Honestly, it doesn’t seem too much to ask. I just want to say what I mean and have it taken the way I meant it. How hard is that?
It turns out that it’s pretty hard, sometimes. There is the matter of context, for one thing. And then there is the little matter of interpersonal differences in communication. Those two little items are today’s topic.
Let’s start with context. How bad is it when your aide gives you a cue card that misspells potato(e) and you are caught on camera chiding a grade school child for spelling it without the final e-? It’s really not that bad unless you have established a reputation for being really stupid. Then it becomes what, in my family, we called a “nurn,” a word formed by corrupting the phrase “another one.” It becomes, that is, yet another instance of a very familiar category.
I just googled “potatoe” to make sure. Yup. Dan Quayle and the “potatoe episode” come up on the first screen, even though the google prompts tried to add a final s- to it. Dan Quayle cultivated an image of stupidity. I don’t know why. Maybe he thought it gave him “the common touch.” Quayle’s father said his son majored is “sex and booze” in college and noted that it wasn’t every guy who could maintain a double major.
But what that means is that if Quayle is to be taken seriously, he has to confine himself to mistakes of another kind. If people think of you as an education snob, the range of remarks you can make without being heard as though you were looking down on others gets small. If you are thought of as a relentless appreciator of others, even an ambiguous remark will be interpreted in the best possible light. If you are thought to be a racist, you really ought not to refer to a study you just read about the percentage of black coaches in the NFL. It doesn’t really matter what you say, it will be treated as a “nurn” (another instance of an already formed category) and thus, further evidence of your racism.
Let’s look at this from the standpoint of the football fan in that last example and let’s say he is actually not a racist although he is thought to be a racist. This fan pictures a scene like this. Ten guys are lined up before an audience. Each of them cites the same statistic about race and head coaching positions in the NFL. Nine of they are judged by the audience to have conveyed some interesting fact. You are judged to have made a racist remark. IT’S NOT FAIR!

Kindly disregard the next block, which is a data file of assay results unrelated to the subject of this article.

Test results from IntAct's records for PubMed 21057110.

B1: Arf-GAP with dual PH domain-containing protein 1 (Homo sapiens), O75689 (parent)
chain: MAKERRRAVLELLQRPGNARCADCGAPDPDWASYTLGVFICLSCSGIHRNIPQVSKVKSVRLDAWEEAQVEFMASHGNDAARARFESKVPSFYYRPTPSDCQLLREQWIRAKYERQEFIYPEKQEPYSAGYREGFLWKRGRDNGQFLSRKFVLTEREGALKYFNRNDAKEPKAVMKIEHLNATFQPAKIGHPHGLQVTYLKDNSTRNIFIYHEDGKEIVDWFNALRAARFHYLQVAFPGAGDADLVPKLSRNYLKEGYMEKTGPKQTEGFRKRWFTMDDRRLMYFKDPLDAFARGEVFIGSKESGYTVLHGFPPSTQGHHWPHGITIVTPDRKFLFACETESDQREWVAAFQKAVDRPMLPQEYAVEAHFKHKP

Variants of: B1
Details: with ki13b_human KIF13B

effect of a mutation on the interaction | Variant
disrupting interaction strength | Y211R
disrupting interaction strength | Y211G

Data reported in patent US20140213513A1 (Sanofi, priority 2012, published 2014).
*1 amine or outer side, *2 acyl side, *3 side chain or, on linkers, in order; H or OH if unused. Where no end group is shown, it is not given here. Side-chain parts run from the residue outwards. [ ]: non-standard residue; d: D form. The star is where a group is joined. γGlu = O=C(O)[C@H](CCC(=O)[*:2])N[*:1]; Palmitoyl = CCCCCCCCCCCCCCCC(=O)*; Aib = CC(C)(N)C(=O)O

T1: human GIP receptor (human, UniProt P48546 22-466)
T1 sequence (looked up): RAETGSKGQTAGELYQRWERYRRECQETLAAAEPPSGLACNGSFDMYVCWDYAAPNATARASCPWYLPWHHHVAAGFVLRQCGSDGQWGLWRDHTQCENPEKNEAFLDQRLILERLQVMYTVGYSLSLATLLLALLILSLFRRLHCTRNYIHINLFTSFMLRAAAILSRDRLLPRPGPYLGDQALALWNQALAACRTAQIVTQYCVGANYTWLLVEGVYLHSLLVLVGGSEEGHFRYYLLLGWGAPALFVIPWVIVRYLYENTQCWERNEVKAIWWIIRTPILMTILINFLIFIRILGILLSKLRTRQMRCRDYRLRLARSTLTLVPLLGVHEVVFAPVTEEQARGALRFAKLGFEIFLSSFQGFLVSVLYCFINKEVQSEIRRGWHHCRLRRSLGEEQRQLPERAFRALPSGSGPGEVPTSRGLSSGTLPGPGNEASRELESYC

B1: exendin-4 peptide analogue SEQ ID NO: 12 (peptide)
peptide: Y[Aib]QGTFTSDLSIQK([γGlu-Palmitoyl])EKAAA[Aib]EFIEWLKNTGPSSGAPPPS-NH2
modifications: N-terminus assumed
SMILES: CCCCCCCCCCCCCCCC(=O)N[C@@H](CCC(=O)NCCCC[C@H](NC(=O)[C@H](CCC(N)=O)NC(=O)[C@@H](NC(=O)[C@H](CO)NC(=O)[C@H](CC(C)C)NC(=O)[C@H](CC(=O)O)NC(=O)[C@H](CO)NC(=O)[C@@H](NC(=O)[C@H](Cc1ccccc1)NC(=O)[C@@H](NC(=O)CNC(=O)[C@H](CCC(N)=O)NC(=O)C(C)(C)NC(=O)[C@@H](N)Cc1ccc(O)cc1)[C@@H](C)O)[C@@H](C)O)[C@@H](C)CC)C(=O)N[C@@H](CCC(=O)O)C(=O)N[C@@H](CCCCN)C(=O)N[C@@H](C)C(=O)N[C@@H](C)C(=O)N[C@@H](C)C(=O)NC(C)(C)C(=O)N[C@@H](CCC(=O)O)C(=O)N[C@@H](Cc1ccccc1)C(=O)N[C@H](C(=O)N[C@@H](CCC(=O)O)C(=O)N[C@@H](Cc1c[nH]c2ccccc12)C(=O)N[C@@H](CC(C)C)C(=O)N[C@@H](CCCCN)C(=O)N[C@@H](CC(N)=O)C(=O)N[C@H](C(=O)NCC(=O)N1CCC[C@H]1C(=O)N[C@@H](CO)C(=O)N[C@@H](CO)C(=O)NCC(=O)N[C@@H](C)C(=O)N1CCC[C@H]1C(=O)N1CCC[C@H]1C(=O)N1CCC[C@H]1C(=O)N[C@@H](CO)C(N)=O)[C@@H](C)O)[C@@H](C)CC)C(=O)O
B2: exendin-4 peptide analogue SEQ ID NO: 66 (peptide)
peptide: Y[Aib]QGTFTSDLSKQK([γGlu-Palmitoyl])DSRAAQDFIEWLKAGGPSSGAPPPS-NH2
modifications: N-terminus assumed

No. It isn’t. Now the question arises of just what to do about it. I can’t really think of anything. Get new friends? Admit to having been a racist in the past so you can say you have turned over a new leaf? Ask your present friends to aspire to attributional heroism—the willingness to consider each and every time the possibility that what you said about race was NOT yet another instance of your racism? That is a great deal of work and if you have friends who will do it, you have wonderful friends.
Probably the best thing is never to say anything about race every again. What you say will not be “fairly” heard if by “fairly,” you mean it will be heard as if it were said by someone else.
The second case is easier in many ways. I counsel the quickest possible surrender.
This one comes from John Gray’s collection of insights in the Mars and Venus series. This example still has quite a bit of pop for me because it was the occasion of what authors Snell and Gail Putney call a “yellow-eyed cat” experience. That name comes from the great excitement their child exhibited upon seeing his first yellow-eyed cat. Their own cats had blue eyes and those were the only cats the kid had ever seen. The child was very excited when he saw the yellow-eyed cat because, according to his parents, he realized simultaneously a) that not all cats have blue eyes and b) that he had thought they did.